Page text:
"Us" Thinking

When Andy and I were first married, we lived in a 2nd story apartment. I just realized this sentence makes me sound like I'm 75. The optimal transitional word here would be, anyway, there was one night when we were having some really bad weather blowing through. There were heavy thunderstorms with the potential for tornadoes and our eyes were glued to the Weather Channel. At about midnight, the sirens in our area started going off and as previously planned in an emergency, I phoned our downstairs neighbor to tell her we were coming down to seek shelter. I hung up the phone and I bolted for the door.

I left everything...including my new groom. My neighbor opened the door to my panic-stricken face (I am firmly anti-tornado) and stared at me for a few seconds. "Are you going to let me in?" I demanded. She just stared. I was annoyed...and panicked. "Where's Andy?" she asked looking behind me. I paused. Oh right, him. "There wasn't time," I yelled over the thunder in the background. Just then, my husband appeared behind me with his wallet, my purse, our wedding rings, the cell phones, the chargers and our passports. "Thanks for waiting," he managed as we made our way into safety.

Clearly my husband was good at "us" thinking. I, on the other hand, needed a little more time to adjust to thinking about the welfare of someone other than myself...like in a tornado...during an evacuation to a neighbor's house.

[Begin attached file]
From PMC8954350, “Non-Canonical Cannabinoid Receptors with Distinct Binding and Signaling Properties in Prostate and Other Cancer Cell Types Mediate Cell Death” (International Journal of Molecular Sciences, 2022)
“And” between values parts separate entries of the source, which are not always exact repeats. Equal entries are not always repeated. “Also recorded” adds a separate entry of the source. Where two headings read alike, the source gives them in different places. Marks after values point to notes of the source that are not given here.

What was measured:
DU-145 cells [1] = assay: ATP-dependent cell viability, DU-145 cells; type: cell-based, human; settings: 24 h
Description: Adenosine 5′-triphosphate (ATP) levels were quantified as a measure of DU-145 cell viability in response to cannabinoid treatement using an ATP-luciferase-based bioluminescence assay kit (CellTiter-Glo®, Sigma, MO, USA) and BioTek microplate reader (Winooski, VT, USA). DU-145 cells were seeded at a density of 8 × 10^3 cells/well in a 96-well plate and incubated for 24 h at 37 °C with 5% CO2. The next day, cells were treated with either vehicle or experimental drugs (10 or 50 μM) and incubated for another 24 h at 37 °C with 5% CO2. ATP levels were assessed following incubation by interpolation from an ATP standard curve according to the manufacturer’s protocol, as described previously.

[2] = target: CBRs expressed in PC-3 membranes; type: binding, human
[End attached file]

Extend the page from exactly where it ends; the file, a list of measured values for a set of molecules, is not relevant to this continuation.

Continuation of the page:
When Sam was first born, I would get ready to go somewhere and allot myself the 10 short minutes it basically takes to get myself ready. I would grab my purse, check the charge on my cell phone and then look down at the baby looking at me from the bouncy seat. "Oh, right. You're going too," letting it sink in that I would need an additional fifteen minutes to gear up to bring a newborn and that thought hadn't even occurred to me. It wasn't that I had forgotten about him, I just wasn't, as I previously stated, doing a whole lot of "us" thinking.

In the beginning year of being a mom, I would foolishly make plans during nap time and think that a 'late' dinner worked great for me. That was "me" thinking.

I look at my life today. I see how intertwined the three of our lives, minds and hearts are and I can't imagine, at this point, NOT "us" thinking. The love and devotion to my family has (thankfully) grown over the few years we've had together and I'm so thankful that they are a part of my life.

I'm also thankful that Andy didn't hold the tornado incident against me and that Sam was too young to remember the maternal hiccups I had in the beginning.

And just for the record, I would shove them both in a tornado shelter before me...now THAT is coming a long way, baby!


Zog mom said…
This made me remember a lot of things from the beginning of motherhood. I very vividly remember the first time Will and I were in the car alone going to pick up Woody and I said on the phone to him that "we" were on our way" instead of "I" was on my way. I think Will was about 9 months old. It took that long to think "Us." Great Post!

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